Meeting Cromwell - A Piece of English History
By Adrian Mourby*
The Lygon Arms in Broadway looks exactly how you’d expect an old Cotswold inn to appear. Stone fireplaces, heavy wooden doors, uneven flagstones, mullioned windows and creaking floorboards denote a history that goes back to medieval times when this hostelry was known as The White Hart Inn. The white hart (a mature stag) was the personal symbol of King Richard II (1367-1400) although the first written record of the hotel only dates back to 1532, the year before Elizabeth I came to the throne.
Today the hotel’s appearance is Tudor, reflecting the prosperity of Broadway as a staging post on the route between Wales, Worcester and London in Elizabethan times. However the inn leaps dramatically into the history books in Stuart times, during the English Civil War that pitted Queen Elizabeth’s cousin Charles I (his coat of arms to the left) against the forces of the English Parliament.
Oliver Cromwell, who led the Parliamentary army, slept at the White Hart Inn in 1652 the night before the Battle of Worcester that finally destroyed the royalist cause. His bedroom is known as the Cromwell Room with a copy of his famous "warts and all" portrait next to a huge seventeenth-century fireplace. The room is kept for private dining and meetings today so my wife and I slept instead in the Charles I Suite which has the king's coat of arms over one of its fireplaces. Significantly the face of the royal lion has been hacked off. Nobody knows when but we do know that the doomed king did have a meeting with his supporters at the White Hart Inn sometime before 1649, the year of his execution. (The Battle of Worcester pitted Cromwell against his son, the exiled Charles II). The suite, which is just over the front door, has two spacious rooms and a bathroom with eccentric plumbing. It is the perfect place to spend a long winter weekend. The only drawback is that its two fireplaces are not in use.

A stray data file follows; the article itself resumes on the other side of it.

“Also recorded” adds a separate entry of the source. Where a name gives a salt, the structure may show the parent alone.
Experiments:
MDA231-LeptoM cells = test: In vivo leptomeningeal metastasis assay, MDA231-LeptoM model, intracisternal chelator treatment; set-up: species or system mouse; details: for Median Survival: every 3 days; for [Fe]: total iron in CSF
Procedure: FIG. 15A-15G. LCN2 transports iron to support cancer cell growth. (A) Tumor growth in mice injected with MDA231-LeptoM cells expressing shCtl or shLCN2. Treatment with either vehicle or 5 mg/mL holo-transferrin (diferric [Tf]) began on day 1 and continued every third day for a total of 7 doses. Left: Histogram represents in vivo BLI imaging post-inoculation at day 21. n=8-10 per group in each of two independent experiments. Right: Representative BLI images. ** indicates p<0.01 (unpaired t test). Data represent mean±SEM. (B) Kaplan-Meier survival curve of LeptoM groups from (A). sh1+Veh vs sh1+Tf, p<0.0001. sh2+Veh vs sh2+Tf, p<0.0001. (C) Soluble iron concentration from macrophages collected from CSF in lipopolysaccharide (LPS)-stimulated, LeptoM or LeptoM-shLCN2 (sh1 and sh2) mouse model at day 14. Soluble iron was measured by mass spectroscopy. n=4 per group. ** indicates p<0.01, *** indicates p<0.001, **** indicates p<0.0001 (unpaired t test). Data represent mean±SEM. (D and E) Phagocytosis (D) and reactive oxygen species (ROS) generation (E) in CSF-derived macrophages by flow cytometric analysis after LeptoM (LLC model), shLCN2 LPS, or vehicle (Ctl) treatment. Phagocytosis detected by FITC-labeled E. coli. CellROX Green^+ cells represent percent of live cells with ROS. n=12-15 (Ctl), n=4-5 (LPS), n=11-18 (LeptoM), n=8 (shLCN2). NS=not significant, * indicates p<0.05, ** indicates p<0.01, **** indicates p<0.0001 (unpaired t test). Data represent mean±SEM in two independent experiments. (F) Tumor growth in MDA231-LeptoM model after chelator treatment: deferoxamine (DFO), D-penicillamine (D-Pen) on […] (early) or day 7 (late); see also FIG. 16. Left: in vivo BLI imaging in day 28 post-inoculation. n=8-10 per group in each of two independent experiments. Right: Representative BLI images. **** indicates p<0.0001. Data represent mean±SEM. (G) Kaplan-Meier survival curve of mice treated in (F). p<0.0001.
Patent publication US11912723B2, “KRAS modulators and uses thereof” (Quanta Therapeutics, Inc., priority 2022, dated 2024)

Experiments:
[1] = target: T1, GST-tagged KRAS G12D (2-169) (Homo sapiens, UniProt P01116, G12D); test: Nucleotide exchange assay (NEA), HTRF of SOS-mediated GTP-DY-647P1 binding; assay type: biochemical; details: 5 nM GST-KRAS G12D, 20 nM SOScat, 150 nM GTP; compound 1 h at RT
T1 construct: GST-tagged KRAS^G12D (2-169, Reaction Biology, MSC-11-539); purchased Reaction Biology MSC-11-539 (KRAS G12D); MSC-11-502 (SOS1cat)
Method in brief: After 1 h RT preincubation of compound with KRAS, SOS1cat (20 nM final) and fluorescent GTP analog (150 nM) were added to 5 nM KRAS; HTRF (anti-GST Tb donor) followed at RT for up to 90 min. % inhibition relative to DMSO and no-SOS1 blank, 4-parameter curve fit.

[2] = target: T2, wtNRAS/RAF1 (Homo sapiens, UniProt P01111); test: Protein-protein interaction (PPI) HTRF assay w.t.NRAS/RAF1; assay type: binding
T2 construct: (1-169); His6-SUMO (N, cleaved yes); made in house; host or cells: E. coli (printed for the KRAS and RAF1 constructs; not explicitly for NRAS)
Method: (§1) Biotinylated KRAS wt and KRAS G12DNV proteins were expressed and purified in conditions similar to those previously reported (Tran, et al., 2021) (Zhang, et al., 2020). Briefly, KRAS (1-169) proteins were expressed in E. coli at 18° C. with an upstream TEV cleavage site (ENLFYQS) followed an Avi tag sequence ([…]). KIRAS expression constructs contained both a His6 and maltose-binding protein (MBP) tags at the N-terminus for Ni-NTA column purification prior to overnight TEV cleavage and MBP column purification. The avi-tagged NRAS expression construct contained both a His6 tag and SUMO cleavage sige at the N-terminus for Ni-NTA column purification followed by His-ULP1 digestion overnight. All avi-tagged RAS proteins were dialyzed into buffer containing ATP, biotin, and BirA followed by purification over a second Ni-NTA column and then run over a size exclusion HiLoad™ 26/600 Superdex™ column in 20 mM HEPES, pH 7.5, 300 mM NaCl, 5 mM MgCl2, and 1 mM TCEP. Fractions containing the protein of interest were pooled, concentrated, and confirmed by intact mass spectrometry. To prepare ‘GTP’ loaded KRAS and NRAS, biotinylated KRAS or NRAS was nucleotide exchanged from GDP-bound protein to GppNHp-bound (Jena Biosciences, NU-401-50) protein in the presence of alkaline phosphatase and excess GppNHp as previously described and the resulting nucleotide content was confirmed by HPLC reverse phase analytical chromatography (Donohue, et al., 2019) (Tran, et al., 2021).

However there are plenty of fireplaces on the ground floor where you can curl up with a drink in the evening. If you like the aroma of woodsmoke (and I do) this is the hotel for you.
That evening we dined at Luke's Brasserie which is one of the hotel's two dining rooms. By pleasing contrast, one of the oldest of Britain's hotels has the UK's youngest headchef designing its menu. Luke Thomas (born 1993) is a national culinary phenomenon and I was very taken with his scallops with mussels in curry sauce.
That night we slept in a surprisingly small fourposter bed (but then in Elizabethan times people slept sitting up). The ceiling beams creaked overhead as other guests came back from their dinners. There was a palpable sense of spending the night in a piece of English history.
The next morning I found out how the White Hart Inn became the Lygon Arms. In 1820 General Henry Beauchamp Lygon (above), who had served with the Duke of Wellington during the Peninsula War, bought a Cotswold estate that included the White Hart. In 1841 when he was MP for West Worcestershire he either installed his butler as manager or his butler left his service to become the manager of the White Hart. Accounts vary. Either way Mr Charles Drury, the former butler, renamed his inn after General Lygon (picture).
Plenty of comfy places where you can curl up with a drink in the evening.
Henry Beauchamp Lygon had a very successful life. He received colonelship of the tenth Royal Hussars in 1843 and in 1853 entered the House of Lords as the fourth Earl Beauchamp but today his best memorial is this lovely, historic hotel.
The hotel: //thehotelcollection.co.uk/hotels/the-lygon-arms-hotel-cotswolds
*Adrian Mourby, contributing editor of famoushotels.org, won the "2013 Best Travel Article Award" by the Italian Tourism Board.